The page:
You’ll probably agree with me when I say that, anatomically speaking, most guys face a challenge when it comes to… well, our guys.
As I’ve covered in a previous post, boxer briefs are undoubtedly the best (and most attractive) underwear style for men, thanks to their combination of sleek looks and masculine style.
But in addition to being sleek and stylish, boxer briefs also pose a problem.
A sweaty, deeply uncomfortable problem that often starts in spring and lingers throughout the summer, as temperatures heat up and the summer sun rises, as if raised majestically by Apollo’s fiery chariot…
…well, there’s no point waxing poetic about it:
I’m talking ‘bout ball sweat.
In warmer weather guys tend to sweat a lot more than usual, and if you’re wearing skin-tight underwear, there’s really no where for all that liquid to go. As a result, it gets sealed in, causing discomfort, rashes, and sometimes even pain.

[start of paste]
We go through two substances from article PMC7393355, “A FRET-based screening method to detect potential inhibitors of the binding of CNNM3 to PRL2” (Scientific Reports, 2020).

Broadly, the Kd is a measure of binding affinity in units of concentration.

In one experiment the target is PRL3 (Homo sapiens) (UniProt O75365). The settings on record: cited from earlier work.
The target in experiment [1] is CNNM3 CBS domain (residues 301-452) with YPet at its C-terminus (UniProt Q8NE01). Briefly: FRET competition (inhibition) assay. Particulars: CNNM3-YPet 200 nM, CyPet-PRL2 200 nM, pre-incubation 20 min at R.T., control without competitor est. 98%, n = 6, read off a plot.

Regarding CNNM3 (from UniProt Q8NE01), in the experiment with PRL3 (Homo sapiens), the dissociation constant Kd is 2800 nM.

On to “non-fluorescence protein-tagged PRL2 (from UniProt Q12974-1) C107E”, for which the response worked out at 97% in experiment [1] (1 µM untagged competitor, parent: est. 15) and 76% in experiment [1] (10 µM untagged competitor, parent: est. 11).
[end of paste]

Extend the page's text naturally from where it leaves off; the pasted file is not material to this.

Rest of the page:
Enter the (aptly named) Saxx Underwear Company. Saxx boxer briefs feature a dedicated sack – they call it their “ballpark pouch” – meant to separate your boys from the side of your leg, and in theory prevent the itchy, uncomfortable effects of sweat from setting in.
So the questions at hand are:
- Does it work?
- Can Saxx really protect your sack?
- Or is it all a sack of shit?
- And, are you sick of these sack puns yet? (Yeah, me too.)
To answer these questions (well, not the last one), I decided to conduct a thorough Saxx underwear review to find out if their products were up to snuff.